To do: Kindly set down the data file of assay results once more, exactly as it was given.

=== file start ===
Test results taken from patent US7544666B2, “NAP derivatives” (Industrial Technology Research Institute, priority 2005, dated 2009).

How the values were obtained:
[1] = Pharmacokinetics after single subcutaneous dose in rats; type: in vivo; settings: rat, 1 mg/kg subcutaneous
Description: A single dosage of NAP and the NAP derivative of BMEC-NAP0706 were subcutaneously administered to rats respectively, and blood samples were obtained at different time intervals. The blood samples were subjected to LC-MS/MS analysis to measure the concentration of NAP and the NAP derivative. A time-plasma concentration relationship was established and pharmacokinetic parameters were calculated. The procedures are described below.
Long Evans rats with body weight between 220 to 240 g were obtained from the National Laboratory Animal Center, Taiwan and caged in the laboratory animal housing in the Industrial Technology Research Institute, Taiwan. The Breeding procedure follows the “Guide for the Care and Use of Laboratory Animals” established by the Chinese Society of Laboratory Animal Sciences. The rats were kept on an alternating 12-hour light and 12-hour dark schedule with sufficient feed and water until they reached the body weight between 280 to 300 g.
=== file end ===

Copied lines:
Test results taken from patent US7544666B2, “NAP derivatives” (Industrial Technology Research Institute, priority 2005, dated 2009).

How the values were obtained:
[1] = Pharmacokinetics after single subcutaneous dose in rats; type: in vivo; settings: rat, 1 mg/kg subcutaneous
Description: A single dosage of NAP and the NAP derivative of BMEC-NAP0706 were subcutaneously administered to rats respectively, and blood samples were obtained at different time intervals. The blood samples were subjected to LC-MS/MS analysis to measure the concentration of NAP and the NAP derivative. A time-plasma concentration relationship was established and pharmacokinetic parameters were calculated. The procedures are described below.
Long Evans rats with body weight between 220 to 240 g were obtained from the National Laboratory Animal Center, Taiwan and caged in the laboratory animal housing in the Industrial Technology Research Institute, Taiwan. The Breeding procedure follows the “Guide for the Care and Use of Laboratory Animals” established by the Chinese Society of Laboratory Animal Sciences. The rats were kept on an alternating 12-hour light and 12-hour dark schedule with sufficient feed and water until they reached the body weight between 280 to 300 g.